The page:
On Friday, 9 February 2018 08:32:20 PST Ville Voutilainen wrote:
> On 9 February 2018 at 18:17, Thiago Macieira <thiago.macie...@intel.com> 
wrote:
> > We do have BLACKLISTs this time and I complain every time I see one being
> > added without even an attempt at figuring out what's wrong with the test,
> > or when the match is overly aggressive ("it fails on Ubuntu in the CI, so
> > it must
> It gives me no end of heartburn that we prefer having integrations be
> blocked for days to doing
> over-aggressive blacklisting. Having flaky tests is indistinguishable
> from having no tests at all,
> so it boggles my mind why some of us are so worried about potentially
> over-done blacklists.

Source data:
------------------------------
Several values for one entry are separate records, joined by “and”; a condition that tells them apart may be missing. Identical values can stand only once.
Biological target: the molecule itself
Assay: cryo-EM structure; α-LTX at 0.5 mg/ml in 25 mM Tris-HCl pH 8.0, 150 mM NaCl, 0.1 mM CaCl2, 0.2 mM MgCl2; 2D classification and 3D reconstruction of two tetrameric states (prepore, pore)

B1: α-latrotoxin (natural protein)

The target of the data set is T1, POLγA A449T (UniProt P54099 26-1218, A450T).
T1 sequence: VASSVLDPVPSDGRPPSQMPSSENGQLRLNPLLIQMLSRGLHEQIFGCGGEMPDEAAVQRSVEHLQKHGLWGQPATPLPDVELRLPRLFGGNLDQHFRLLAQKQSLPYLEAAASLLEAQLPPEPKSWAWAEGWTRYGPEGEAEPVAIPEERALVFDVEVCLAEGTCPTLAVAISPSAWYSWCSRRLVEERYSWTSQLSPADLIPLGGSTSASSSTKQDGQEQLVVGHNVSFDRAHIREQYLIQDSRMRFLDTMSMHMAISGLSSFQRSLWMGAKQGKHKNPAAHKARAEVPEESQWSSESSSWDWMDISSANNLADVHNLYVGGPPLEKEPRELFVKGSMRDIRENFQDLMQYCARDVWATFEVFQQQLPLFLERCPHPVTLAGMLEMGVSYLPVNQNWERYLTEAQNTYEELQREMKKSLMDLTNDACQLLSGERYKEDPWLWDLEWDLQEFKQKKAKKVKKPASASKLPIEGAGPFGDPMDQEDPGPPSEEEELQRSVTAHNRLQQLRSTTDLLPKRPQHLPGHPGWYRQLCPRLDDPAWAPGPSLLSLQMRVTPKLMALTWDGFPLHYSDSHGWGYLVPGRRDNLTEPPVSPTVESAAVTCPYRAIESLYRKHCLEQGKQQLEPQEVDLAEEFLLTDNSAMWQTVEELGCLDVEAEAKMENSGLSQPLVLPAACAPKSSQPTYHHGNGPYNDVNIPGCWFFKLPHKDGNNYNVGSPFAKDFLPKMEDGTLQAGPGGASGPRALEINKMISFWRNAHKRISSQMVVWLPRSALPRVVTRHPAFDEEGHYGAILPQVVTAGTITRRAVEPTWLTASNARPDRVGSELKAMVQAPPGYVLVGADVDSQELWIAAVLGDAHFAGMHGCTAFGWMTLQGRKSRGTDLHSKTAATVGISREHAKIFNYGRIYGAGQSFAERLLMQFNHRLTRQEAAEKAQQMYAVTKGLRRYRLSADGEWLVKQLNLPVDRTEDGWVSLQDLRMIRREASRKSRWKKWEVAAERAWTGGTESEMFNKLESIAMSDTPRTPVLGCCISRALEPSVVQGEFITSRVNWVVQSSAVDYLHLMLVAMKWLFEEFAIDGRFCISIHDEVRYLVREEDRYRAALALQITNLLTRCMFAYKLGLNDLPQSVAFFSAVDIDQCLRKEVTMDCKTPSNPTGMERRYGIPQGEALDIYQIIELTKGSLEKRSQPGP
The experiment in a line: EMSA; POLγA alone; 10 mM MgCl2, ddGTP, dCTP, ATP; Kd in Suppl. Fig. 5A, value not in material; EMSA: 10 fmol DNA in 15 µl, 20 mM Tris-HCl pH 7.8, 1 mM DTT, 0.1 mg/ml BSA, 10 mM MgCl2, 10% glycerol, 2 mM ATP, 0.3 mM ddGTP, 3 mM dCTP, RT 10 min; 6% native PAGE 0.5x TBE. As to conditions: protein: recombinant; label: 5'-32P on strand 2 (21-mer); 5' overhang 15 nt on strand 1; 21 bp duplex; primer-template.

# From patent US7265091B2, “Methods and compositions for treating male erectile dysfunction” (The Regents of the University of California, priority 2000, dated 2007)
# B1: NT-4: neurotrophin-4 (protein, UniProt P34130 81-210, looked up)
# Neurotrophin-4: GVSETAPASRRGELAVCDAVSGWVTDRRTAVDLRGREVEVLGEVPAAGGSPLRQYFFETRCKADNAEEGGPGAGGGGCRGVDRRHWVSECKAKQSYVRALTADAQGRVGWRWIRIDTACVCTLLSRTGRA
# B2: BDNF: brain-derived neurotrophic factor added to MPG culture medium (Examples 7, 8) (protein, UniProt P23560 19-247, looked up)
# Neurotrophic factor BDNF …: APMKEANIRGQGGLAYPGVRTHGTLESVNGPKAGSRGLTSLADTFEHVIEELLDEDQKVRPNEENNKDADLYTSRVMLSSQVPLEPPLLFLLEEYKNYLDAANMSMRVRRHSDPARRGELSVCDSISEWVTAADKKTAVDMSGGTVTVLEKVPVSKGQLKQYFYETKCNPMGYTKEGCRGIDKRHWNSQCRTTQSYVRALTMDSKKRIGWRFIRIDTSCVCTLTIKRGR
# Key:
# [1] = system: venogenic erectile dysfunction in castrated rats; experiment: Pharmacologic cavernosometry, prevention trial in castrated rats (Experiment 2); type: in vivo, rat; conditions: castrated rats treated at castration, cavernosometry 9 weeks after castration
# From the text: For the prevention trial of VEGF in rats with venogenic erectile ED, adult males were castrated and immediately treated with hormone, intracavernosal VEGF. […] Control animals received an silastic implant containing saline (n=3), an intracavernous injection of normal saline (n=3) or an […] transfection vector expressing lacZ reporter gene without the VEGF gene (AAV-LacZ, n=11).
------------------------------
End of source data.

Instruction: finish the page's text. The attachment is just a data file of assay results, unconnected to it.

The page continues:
I'm not asking someone to spend days figuring out what's wrong. I know it 
takes time.

But I am asking to do a minimal investigation. In most cases of blacklisting, 
the test has been failing for days, if not months. Spending an hour or two to 
understand why it's failing and whether it's something that only happens in 
the CI should be the norm.

One of the consequences of blacklisting is that "out of sight is out of mind". 
We'll never remove those blacklists again and that makes us have a false sense 
of security, that we have tested, when in fact we're just ignoring the 
failures. That is just like the Qt CI back in 2006-2009, which is what I said 
I don't want to get back to.

-- 
Thiago Macieira - thiago.macieira (AT) intel.com
  Software Architect - Intel Open Source Technology Center



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